We found a gelato shop and ate as we continued to wander. Eventually we found ourselves at the busy Now and Then bar frequented by travellers where we had one last drink and a few last games of pool before trying to find our way back to our hotels through the winding streets.

In the morning J.J. and I enjoyed our big buffet breakfast that was included in the cost of our room before borrowing an umbrella from the hotel and hopping in a cab that would take us to Pacific Hospital. My ear was still bothering me from when we had gone diving in Nha Trang and after consulting with my trusty Canadian team of medical professionals (thank you Jenn, Shobhan and Party Marty!) I decided to have it checked out.

After waiting all of 30 seconds I was seen by a doctor who first examined each of my ears using a light and his naked eye. Next I was walked into a room where the doctor used a wand with a light and a camera on the end to look inside each of my ears. The images recorded by the camera were brought up on a computer screen and the doctor allowed J.J. to take photos of them so that we could send them to Jenn and Shobhan back in Toronto. They confirmed what the doctor had said, that I had an ear infection and they OK’d the antibiotics I’d been prescribed. $65 USD later we were on our way back to town for our first fittings at the tailor shops where we’d placed our orders the day before.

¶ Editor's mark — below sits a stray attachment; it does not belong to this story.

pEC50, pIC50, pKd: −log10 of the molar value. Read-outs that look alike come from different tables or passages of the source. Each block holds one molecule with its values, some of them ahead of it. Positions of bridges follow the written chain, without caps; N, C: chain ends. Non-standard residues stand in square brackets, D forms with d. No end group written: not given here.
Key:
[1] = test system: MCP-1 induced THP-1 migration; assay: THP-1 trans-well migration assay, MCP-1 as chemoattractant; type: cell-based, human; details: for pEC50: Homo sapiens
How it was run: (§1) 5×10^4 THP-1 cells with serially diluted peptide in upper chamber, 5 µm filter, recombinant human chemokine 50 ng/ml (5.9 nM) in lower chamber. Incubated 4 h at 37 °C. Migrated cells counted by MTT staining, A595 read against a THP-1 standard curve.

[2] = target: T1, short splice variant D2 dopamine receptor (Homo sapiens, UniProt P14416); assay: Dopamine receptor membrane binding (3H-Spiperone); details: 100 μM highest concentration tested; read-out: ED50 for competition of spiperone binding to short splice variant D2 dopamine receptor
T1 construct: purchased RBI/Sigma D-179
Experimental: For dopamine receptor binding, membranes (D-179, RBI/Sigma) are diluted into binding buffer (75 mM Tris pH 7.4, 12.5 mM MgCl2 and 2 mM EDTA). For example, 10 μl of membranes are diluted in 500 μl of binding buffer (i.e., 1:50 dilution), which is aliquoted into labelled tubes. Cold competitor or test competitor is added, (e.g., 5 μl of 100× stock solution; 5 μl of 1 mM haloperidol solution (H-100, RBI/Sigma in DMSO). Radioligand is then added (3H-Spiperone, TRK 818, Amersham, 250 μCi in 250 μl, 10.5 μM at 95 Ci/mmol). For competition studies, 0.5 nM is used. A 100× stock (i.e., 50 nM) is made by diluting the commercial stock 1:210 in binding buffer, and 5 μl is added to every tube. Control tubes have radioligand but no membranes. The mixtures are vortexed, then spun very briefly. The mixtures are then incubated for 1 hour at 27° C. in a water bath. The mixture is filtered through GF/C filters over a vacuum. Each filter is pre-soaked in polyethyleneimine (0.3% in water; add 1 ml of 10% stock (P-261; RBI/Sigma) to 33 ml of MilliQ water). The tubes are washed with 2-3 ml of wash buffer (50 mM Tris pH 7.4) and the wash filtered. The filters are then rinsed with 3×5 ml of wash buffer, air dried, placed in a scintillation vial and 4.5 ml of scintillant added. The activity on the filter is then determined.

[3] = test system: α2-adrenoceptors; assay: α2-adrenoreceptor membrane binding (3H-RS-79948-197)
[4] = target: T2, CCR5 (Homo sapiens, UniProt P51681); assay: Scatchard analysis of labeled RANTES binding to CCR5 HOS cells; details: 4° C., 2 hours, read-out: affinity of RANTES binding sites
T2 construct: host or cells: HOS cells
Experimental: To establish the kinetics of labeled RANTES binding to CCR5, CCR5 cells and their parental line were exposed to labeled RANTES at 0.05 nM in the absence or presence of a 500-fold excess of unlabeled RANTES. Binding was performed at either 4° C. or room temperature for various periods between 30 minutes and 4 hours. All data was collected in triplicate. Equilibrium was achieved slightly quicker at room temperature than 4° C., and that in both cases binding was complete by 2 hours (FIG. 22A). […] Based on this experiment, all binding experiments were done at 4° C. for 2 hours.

We started at Lang Bian. One of the skirts I had ordered fit perfectly right off the bat while the other required only a very minor adjustment. J.J.’s shirts needed to be let out slightly as they were a little too slim fitting. My dress wasn’t ready yet so we headed over to A Dong Silk so that J.J. could try on his other 4 shirts. As at Lang Bian these shirts also needed to be let out slightly. J.J. explained that he’d lost weight travelling but when we return to Canada he’ll be at a desk 5 days a week and may gain a few lbs. The tiny Vietnamese woman at A Dong Silk looked at him and in the stern tone of a teacher’s voice disciplining a naughty child she said “You go to gym.”

It was a gray and rainy day so we took advantage of the complimentary use of umbrellas offered by our hotel and walked around town until it was time for our evening fittings. My dress was ready and fit perfectly and the skirt that had needed to be slightly altered was now ready. While J.J. tried on his 5 plaid shirts at Lang Bian and subsequently his 4 shirts at A Dong Silk I wrote the copy for Louise’s website and flipped through the many books of clothing articles she could sew.